RCNA F IT STU BA
                                                                                 RCNA F T STU BA

Test the configuration on each router by checking that your OSPF neighbors are in FULL state
and by pinging to remote networks. If you look at routing tables, you will notice that with OSPF
running in point-to-multipoint mode you don’t need to use extended ping, as it was needed with
RIP and EIGRP, when pinging between Spoke routers.

Step 7 – Point-to-point Frame Relay subinterfaces

        In a point-to-point environment, each subinterface is acting like a point-to-point
interface, being in its own subnet and having a single DLCI. Routing update traffic is not subject
to the split-horizon rule, broadcasts/multicasts are not a problem because the links are point-to-
point (act like a leased line) and OSPF DR/BDR election is not held on point-to-point networks.
        Disadvantage of point-to-point subinterfaces is that each PVC require its own subnet,
which can waste IP addresses.

        To change our multipoint subinterfaces to point-to-point, you need to do:
        1.) delete the existing subinterface (no interface commnad)
        2.) save your configuration to NVRAM (wr mem)
        3.) reload the router and finish the configuration

When a subinterface is configured, an interface descriptor block (IDB) is defined by the Cisco
IOS. IDBs defined for subinterfaces cannot be changed without a reload. Subinterfaces that are
deleted with the no interface command are shown as deleted by issuing the show ip
interface brief or show protocol command. After you have deleted existing subinterfaces
using the no interface command, finish the Frame Relay configuration using:

        HUB(config)# int serial0.100 point-to-point
        HUB(config-subif)# ip address
        HUB(config-subif)# frame-relay interface-dlci 100

        HUB(config-subif)# int serial0.101 point-to-point
        HUB(config-subif)# ip address
        HUB(config-subif)# frame-relay interface-dlci 101

        HUB(config-subif)# int serial0.102 point-to-point
        HUB(config-subif)# ip address
        HUB(config-subif)# frame-relay interface-dlci 102

Finish the Frame Relay configuration for Spoke routers. Use following IP addresses for FR

Spoke1 –       Spoke2 –       Spoke3 –

After you are done, verify your configuration on all routers using sh frame pvc and sh frame
map. Does your PVC support broadcasts or not?

Verify the routing tables on all routers. Can you ping remote networks?

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CCNA4: WAN Technologies – Frame Relay                           RCNA FIIIIIT STU BA
                                                                RCNA F IT STU BA
                                                                RCNA F T STU BA

Command summary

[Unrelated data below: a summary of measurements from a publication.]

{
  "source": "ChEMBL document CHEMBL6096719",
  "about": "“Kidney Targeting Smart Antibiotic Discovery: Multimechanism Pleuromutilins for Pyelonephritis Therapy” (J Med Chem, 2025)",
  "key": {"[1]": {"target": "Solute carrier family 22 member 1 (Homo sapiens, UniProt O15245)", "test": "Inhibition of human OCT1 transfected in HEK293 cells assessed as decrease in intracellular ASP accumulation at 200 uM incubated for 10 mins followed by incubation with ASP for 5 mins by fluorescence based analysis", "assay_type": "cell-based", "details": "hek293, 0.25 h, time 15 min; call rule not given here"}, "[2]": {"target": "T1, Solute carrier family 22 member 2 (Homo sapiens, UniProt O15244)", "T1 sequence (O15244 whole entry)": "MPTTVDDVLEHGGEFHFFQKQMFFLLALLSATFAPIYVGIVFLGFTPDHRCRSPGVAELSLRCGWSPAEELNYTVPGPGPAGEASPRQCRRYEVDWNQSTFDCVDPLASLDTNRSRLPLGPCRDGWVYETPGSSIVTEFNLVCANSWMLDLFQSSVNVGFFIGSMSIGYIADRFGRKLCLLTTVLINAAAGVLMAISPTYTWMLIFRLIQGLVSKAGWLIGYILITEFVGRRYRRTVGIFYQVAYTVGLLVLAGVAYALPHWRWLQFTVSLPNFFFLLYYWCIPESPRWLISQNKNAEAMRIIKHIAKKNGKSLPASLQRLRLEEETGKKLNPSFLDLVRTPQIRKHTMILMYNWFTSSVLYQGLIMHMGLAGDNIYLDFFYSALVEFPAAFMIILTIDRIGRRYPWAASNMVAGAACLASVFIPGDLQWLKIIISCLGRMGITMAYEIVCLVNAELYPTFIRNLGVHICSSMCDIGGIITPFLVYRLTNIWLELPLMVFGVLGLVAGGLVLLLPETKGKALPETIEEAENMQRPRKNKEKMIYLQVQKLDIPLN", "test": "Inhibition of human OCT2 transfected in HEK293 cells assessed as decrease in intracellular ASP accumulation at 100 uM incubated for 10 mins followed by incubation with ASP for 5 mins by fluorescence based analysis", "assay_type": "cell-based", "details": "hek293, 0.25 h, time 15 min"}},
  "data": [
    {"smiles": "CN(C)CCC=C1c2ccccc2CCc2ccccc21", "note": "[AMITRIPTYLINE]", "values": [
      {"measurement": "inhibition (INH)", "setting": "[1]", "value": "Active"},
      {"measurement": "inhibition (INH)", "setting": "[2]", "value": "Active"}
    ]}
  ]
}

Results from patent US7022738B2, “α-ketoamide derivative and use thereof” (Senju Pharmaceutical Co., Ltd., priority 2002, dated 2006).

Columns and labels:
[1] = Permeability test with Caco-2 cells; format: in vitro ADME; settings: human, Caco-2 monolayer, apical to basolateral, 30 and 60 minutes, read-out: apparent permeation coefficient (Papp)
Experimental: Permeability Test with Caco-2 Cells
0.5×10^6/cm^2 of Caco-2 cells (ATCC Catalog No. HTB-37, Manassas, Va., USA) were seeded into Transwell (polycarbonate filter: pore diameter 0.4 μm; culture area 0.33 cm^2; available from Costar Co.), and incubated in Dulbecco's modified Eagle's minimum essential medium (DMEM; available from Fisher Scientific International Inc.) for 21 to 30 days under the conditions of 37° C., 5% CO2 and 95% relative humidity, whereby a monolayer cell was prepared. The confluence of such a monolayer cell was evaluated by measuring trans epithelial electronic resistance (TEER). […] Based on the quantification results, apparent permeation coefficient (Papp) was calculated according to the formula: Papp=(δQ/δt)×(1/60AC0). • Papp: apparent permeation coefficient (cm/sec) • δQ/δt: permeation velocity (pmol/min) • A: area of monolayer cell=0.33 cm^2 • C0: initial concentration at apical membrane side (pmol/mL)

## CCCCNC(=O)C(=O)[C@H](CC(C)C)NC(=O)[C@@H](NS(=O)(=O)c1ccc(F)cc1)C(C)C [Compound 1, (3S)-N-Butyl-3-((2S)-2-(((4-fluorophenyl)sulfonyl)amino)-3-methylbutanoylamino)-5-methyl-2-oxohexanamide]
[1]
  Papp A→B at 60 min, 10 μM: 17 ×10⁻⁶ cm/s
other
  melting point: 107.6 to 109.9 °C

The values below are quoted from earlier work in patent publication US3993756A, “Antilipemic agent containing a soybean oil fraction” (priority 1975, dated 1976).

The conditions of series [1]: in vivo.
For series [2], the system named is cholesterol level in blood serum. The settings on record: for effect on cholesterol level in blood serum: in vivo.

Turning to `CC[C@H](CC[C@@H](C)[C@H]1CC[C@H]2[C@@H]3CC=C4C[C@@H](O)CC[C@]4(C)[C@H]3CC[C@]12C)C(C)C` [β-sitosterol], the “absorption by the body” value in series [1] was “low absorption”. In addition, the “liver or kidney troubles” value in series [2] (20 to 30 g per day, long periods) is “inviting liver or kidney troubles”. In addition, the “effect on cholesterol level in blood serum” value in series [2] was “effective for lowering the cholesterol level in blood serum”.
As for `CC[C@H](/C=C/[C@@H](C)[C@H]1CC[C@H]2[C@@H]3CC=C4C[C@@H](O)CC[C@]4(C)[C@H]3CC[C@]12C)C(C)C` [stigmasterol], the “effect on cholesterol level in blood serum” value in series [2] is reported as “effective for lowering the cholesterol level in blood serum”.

Frame Relay configuration

Router(config)# interface <type number> . <subif number>
            point-to-point | multipoint
Router(config-if)# encapsulation frame-relay [cisco | ietf]
Router(config-if)# bandwidth value-in-kbps
Router(config-if)# description text
Router(config-if)# frame-relay lmi-type [ansi | cisco | q933a]
Router(config-if)# no ip split-horizon

! Point-to-point subinterfaces and multipoint subinterfaces with
! Inverse-ARP enabled use:
Router(config-if)# frame-relay interface-dlci DLCI-number

! Multipoint subinterfaces with Inverse-ARP disabled use:
Router(config-if)# frame-relay map <protocol> <remote address>
                  <local DLCI> [broadcast] [cisco | ietf]

Monitoring commands

Router#      show interfaces serial
Router#      show frame-relay lmi
Router#      show frame-relay map
Router#      show frame-relay pvc [interface interface] [DLCI-number]
Router#      clear frame-relay-inarp
Router#      debug frame-relay {lmi | packet | events}

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CCNA4: WAN Technologies – Frame Relay                                              RCNA FIIIIIT STU BA
                                                                                   RCNA F IT STU BA
                                                                                   RCNA F T STU BA

Sample output of debug frame-relay lmi command:

Use the debug frame-relay lmi command to determine whether the router and the Frame
Relay switch are sending and receiving LMI packets properly.

(out) – indicates LMI status message sent by the router

(in) - indicates LMI message received from the Frame Relay switch

type 0 - indicates full LMI status message

type 1 - indicates LMI exchange

0x2 status of virtual circuit with DLCI 100 means it is active. Possible status codes are:

    •   0x0 – Added/inactive means that the switch has this DLCI programmed but for some
        reason it is not usable. The reason could possibly be the other end of the PVC is down.

    •   0x2 – Added/active means the Frame Relay switch has the DLCI and everything is

    •   0x4 – Deleted means that the Frame Relay switch does not have this DLCI programmed
        for the router, but that it was programmed at some point in the past. This could also be
        caused by the DLCIs being reversed on the router, or by the PVC being deleted by the
        service provider in the Frame Relay cloud.